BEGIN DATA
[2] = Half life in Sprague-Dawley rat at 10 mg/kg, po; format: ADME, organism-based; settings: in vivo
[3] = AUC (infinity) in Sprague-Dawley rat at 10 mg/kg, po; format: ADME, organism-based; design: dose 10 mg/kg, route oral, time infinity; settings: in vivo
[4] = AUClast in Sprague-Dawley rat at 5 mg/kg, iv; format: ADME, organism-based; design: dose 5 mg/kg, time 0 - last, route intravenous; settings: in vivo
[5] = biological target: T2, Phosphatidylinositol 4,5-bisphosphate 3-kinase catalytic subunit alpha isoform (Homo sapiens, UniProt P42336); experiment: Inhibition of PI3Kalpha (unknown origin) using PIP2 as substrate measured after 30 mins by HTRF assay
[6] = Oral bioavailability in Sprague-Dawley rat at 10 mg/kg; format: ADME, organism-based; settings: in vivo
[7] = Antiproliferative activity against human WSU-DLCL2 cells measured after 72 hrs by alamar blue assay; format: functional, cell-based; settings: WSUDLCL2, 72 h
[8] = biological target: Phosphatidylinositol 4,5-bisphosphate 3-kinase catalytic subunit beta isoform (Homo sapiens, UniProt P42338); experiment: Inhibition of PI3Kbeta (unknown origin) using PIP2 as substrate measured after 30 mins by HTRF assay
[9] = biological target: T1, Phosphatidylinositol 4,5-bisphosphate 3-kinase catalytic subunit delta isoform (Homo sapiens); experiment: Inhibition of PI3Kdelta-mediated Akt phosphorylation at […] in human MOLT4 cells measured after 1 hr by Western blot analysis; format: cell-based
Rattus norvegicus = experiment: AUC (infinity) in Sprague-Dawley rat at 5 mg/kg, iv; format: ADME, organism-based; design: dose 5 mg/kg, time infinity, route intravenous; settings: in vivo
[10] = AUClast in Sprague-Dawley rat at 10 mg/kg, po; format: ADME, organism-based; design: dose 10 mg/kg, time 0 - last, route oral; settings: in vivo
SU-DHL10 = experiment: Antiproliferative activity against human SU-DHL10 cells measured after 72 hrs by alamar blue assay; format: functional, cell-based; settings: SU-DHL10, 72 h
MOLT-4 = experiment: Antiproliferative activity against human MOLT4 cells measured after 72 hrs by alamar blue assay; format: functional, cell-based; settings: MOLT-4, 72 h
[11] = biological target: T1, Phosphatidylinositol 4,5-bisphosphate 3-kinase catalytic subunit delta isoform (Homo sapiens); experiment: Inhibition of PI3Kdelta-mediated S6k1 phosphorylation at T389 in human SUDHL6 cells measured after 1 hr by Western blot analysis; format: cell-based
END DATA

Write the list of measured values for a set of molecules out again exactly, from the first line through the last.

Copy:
[2] = Half life in Sprague-Dawley rat at 10 mg/kg, po; format: ADME, organism-based; settings: in vivo
[3] = AUC (infinity) in Sprague-Dawley rat at 10 mg/kg, po; format: ADME, organism-based; design: dose 10 mg/kg, route oral, time infinity; settings: in vivo
[4] = AUClast in Sprague-Dawley rat at 5 mg/kg, iv; format: ADME, organism-based; design: dose 5 mg/kg, time 0 - last, route intravenous; settings: in vivo
[5] = biological target: T2, Phosphatidylinositol 4,5-bisphosphate 3-kinase catalytic subunit alpha isoform (Homo sapiens, UniProt P42336); experiment: Inhibition of PI3Kalpha (unknown origin) using PIP2 as substrate measured after 30 mins by HTRF assay
[6] = Oral bioavailability in Sprague-Dawley rat at 10 mg/kg; format: ADME, organism-based; settings: in vivo
[7] = Antiproliferative activity against human WSU-DLCL2 cells measured after 72 hrs by alamar blue assay; format: functional, cell-based; settings: WSUDLCL2, 72 h
[8] = biological target: Phosphatidylinositol 4,5-bisphosphate 3-kinase catalytic subunit beta isoform (Homo sapiens, UniProt P42338); experiment: Inhibition of PI3Kbeta (unknown origin) using PIP2 as substrate measured after 30 mins by HTRF assay
[9] = biological target: T1, Phosphatidylinositol 4,5-bisphosphate 3-kinase catalytic subunit delta isoform (Homo sapiens); experiment: Inhibition of PI3Kdelta-mediated Akt phosphorylation at […] in human MOLT4 cells measured after 1 hr by Western blot analysis; format: cell-based
Rattus norvegicus = experiment: AUC (infinity) in Sprague-Dawley rat at 5 mg/kg, iv; format: ADME, organism-based; design: dose 5 mg/kg, time infinity, route intravenous; settings: in vivo
[10] = AUClast in Sprague-Dawley rat at 10 mg/kg, po; format: ADME, organism-based; design: dose 10 mg/kg, time 0 - last, route oral; settings: in vivo
SU-DHL10 = experiment: Antiproliferative activity against human SU-DHL10 cells measured after 72 hrs by alamar blue assay; format: functional, cell-based; settings: SU-DHL10, 72 h
MOLT-4 = experiment: Antiproliferative activity against human MOLT4 cells measured after 72 hrs by alamar blue assay; format: functional, cell-based; settings: MOLT-4, 72 h
[11] = biological target: T1, Phosphatidylinositol 4,5-bisphosphate 3-kinase catalytic subunit delta isoform (Homo sapiens); experiment: Inhibition of PI3Kdelta-mediated S6k1 phosphorylation at T389 in human SUDHL6 cells measured after 1 hr by Western blot analysis; format: cell-based